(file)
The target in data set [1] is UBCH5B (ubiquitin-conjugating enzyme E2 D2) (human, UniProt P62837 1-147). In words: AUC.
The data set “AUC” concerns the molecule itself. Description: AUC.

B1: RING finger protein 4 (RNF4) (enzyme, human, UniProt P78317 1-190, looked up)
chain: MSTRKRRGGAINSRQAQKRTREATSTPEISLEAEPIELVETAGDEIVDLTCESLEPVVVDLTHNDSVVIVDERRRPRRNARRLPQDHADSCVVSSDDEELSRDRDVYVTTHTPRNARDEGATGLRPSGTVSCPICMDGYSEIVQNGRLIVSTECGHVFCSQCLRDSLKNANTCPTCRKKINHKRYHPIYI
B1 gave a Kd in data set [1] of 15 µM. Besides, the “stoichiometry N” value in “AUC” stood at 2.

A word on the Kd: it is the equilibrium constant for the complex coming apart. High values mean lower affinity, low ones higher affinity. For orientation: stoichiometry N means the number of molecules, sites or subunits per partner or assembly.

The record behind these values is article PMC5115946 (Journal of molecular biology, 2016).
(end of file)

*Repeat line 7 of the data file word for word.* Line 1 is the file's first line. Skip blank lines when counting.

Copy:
The record behind these values is article PMC5115946 (Journal of molecular biology, 2016).